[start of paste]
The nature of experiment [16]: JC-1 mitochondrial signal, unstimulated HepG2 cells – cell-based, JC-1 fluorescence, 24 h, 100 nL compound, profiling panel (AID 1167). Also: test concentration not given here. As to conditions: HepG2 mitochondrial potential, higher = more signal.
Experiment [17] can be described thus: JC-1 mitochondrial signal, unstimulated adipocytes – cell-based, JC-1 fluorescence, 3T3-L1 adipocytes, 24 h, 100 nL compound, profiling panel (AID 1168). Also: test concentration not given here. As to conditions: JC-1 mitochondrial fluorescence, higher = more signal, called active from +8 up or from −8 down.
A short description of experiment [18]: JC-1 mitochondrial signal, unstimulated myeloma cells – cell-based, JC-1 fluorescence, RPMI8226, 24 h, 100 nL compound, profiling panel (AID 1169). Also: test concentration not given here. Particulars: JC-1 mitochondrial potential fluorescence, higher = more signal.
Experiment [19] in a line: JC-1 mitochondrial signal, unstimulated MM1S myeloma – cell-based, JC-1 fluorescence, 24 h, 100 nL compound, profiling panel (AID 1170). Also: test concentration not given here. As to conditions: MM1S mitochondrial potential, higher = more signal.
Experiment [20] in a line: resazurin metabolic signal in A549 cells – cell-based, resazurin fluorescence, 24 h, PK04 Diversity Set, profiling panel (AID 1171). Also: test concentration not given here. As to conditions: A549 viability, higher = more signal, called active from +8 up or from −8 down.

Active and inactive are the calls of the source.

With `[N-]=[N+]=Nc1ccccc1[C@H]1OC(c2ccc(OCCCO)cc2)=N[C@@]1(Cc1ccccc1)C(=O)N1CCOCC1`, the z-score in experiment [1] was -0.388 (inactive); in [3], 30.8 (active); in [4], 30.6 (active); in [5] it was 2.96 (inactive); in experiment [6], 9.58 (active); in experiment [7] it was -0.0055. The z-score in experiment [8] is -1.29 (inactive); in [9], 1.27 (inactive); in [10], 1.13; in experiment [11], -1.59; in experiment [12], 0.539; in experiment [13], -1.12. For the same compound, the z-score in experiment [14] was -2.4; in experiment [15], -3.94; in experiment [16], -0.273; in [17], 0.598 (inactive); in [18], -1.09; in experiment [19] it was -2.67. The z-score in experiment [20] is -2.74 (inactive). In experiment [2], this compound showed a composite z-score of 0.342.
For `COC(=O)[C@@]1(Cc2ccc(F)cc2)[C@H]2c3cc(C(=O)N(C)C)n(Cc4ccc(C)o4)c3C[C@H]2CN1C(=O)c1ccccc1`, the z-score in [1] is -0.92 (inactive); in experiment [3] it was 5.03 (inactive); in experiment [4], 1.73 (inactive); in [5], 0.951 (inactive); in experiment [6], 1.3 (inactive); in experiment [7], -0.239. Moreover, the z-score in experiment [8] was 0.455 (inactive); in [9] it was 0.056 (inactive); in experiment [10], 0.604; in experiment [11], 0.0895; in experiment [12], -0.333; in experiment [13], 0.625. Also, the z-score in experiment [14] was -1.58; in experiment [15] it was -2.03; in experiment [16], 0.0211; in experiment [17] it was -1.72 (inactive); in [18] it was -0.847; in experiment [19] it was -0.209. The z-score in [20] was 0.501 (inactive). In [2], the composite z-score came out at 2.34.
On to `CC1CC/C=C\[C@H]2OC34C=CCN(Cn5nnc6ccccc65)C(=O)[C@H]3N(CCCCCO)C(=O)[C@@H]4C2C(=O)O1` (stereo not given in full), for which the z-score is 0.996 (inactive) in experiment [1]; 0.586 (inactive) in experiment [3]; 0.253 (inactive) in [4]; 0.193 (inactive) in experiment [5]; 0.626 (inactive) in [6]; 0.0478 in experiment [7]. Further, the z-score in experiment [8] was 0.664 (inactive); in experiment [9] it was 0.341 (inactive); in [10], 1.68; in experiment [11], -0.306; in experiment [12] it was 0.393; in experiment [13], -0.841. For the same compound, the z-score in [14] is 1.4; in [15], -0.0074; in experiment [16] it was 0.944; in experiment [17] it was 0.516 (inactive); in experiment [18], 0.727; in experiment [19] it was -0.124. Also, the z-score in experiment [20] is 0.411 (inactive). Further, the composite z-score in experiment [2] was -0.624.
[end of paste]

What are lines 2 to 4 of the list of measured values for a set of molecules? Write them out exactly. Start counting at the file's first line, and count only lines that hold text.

Experiment [17] can be described thus: JC-1 mitochondrial signal, unstimulated adipocytes – cell-based, JC-1 fluorescence, 3T3-L1 adipocytes, 24 h, 100 nL compound, profiling panel (AID 1168). Also: test concentration not given here. As to conditions: JC-1 mitochondrial fluorescence, higher = more signal, called active from +8 up or from −8 down.
A short description of experiment [18]: JC-1 mitochondrial signal, unstimulated myeloma cells – cell-based, JC-1 fluorescence, RPMI8226, 24 h, 100 nL compound, profiling panel (AID 1169). Also: test concentration not given here. Particulars: JC-1 mitochondrial potential fluorescence, higher = more signal.
Experiment [19] in a line: JC-1 mitochondrial signal, unstimulated MM1S myeloma – cell-based, JC-1 fluorescence, 24 h, 100 nL compound, profiling panel (AID 1170). Also: test concentration not given here. As to conditions: MM1S mitochondrial potential, higher = more signal.